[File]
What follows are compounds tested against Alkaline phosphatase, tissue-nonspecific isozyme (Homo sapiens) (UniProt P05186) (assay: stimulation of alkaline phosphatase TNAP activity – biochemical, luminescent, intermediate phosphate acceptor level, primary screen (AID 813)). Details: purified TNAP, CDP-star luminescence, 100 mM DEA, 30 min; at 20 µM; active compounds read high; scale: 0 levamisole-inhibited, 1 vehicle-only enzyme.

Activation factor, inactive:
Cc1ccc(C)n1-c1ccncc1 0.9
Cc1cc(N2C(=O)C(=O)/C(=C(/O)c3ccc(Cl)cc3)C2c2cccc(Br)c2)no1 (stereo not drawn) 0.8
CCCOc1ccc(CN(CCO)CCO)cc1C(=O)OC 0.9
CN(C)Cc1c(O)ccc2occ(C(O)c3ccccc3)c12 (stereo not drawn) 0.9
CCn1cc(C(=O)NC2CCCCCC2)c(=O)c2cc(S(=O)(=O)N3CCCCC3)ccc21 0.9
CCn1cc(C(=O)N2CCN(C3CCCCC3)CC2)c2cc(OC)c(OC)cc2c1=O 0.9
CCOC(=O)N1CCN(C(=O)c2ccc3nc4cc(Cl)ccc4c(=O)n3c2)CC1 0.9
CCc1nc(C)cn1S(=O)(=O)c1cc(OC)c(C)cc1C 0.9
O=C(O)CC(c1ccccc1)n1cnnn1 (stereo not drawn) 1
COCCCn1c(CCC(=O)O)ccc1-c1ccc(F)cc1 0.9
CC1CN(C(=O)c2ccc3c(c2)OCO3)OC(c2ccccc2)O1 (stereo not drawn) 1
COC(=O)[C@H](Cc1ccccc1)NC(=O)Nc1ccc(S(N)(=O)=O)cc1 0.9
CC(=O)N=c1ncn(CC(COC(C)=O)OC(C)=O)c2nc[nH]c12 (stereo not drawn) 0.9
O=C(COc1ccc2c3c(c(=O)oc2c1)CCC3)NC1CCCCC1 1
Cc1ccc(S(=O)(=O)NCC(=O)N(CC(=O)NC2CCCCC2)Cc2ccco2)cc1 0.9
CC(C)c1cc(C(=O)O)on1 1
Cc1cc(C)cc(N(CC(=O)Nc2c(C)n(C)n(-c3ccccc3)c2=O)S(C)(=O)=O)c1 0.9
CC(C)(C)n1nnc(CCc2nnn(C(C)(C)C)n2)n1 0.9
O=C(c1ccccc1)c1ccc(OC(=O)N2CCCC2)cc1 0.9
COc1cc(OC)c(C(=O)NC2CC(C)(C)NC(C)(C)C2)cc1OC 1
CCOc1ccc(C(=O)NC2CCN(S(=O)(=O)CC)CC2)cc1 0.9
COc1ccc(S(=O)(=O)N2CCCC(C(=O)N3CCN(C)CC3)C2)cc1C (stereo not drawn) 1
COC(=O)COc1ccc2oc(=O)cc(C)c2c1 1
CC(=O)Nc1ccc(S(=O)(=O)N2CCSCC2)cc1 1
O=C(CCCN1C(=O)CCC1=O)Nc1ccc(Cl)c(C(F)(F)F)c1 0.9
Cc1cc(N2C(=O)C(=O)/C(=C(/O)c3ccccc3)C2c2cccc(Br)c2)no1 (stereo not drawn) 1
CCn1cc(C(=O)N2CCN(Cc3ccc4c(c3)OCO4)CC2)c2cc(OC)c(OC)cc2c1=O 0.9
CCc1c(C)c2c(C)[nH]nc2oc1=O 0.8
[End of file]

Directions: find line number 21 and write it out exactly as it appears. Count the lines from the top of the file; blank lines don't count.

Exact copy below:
O=C(c1ccccc1)c1ccc(OC(=O)N2CCCC2)cc1 0.9